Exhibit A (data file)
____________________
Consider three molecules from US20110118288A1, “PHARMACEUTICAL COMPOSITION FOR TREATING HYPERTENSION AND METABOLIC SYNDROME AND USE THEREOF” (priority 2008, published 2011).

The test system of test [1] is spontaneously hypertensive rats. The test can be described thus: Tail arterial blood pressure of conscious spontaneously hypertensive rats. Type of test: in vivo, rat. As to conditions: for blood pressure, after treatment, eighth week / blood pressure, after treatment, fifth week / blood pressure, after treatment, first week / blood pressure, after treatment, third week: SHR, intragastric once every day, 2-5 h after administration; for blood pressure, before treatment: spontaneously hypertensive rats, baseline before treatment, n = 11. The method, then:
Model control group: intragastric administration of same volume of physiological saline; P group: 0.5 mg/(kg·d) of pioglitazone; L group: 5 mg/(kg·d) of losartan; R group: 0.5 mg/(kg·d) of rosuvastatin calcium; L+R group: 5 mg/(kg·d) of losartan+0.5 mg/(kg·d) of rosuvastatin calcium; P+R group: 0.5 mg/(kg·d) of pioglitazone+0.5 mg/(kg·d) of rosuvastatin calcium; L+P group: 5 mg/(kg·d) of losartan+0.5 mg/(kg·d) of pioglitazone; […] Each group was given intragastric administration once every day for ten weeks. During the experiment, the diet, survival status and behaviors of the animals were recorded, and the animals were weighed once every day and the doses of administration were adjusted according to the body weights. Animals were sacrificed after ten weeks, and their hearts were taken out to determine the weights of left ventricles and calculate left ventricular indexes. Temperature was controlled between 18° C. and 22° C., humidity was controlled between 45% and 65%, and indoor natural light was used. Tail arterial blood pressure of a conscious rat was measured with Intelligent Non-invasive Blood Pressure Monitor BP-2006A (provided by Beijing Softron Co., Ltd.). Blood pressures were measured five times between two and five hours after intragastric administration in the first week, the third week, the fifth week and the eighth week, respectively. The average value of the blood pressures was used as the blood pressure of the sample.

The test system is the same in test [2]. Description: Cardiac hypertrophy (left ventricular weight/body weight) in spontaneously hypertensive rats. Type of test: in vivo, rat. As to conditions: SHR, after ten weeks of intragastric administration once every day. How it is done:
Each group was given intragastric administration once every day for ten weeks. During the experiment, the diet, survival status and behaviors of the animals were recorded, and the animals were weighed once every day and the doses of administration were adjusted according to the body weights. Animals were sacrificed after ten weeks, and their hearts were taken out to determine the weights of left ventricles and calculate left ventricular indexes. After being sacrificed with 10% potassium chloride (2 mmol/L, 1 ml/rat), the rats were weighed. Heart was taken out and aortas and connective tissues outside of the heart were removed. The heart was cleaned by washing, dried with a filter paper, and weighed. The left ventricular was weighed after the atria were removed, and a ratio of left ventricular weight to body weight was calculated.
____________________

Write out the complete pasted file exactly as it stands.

Consider three molecules from US20110118288A1, “PHARMACEUTICAL COMPOSITION FOR TREATING HYPERTENSION AND METABOLIC SYNDROME AND USE THEREOF” (priority 2008, published 2011).

The test system of test [1] is spontaneously hypertensive rats. The test can be described thus: Tail arterial blood pressure of conscious spontaneously hypertensive rats. Type of test: in vivo, rat. As to conditions: for blood pressure, after treatment, eighth week / blood pressure, after treatment, fifth week / blood pressure, after treatment, first week / blood pressure, after treatment, third week: SHR, intragastric once every day, 2-5 h after administration; for blood pressure, before treatment: spontaneously hypertensive rats, baseline before treatment, n = 11. The method, then:
Model control group: intragastric administration of same volume of physiological saline; P group: 0.5 mg/(kg·d) of pioglitazone; L group: 5 mg/(kg·d) of losartan; R group: 0.5 mg/(kg·d) of rosuvastatin calcium; L+R group: 5 mg/(kg·d) of losartan+0.5 mg/(kg·d) of rosuvastatin calcium; P+R group: 0.5 mg/(kg·d) of pioglitazone+0.5 mg/(kg·d) of rosuvastatin calcium; L+P group: 5 mg/(kg·d) of losartan+0.5 mg/(kg·d) of pioglitazone; […] Each group was given intragastric administration once every day for ten weeks. During the experiment, the diet, survival status and behaviors of the animals were recorded, and the animals were weighed once every day and the doses of administration were adjusted according to the body weights. Animals were sacrificed after ten weeks, and their hearts were taken out to determine the weights of left ventricles and calculate left ventricular indexes. Temperature was controlled between 18° C. and 22° C., humidity was controlled between 45% and 65%, and indoor natural light was used. Tail arterial blood pressure of a conscious rat was measured with Intelligent Non-invasive Blood Pressure Monitor BP-2006A (provided by Beijing Softron Co., Ltd.). Blood pressures were measured five times between two and five hours after intragastric administration in the first week, the third week, the fifth week and the eighth week, respectively. The average value of the blood pressures was used as the blood pressure of the sample.

The test system is the same in test [2]. Description: Cardiac hypertrophy (left ventricular weight/body weight) in spontaneously hypertensive rats. Type of test: in vivo, rat. As to conditions: SHR, after ten weeks of intragastric administration once every day. How it is done:
Each group was given intragastric administration once every day for ten weeks. During the experiment, the diet, survival status and behaviors of the animals were recorded, and the animals were weighed once every day and the doses of administration were adjusted according to the body weights. Animals were sacrificed after ten weeks, and their hearts were taken out to determine the weights of left ventricles and calculate left ventricular indexes. After being sacrificed with 10% potassium chloride (2 mmol/L, 1 ml/rat), the rats were weighed. Heart was taken out and aortas and connective tissues outside of the heart were removed. The heart was cleaned by washing, dried with a filter paper, and weighed. The left ventricular was weighed after the atria were removed, and a ratio of left ventricular weight to body weight was calculated.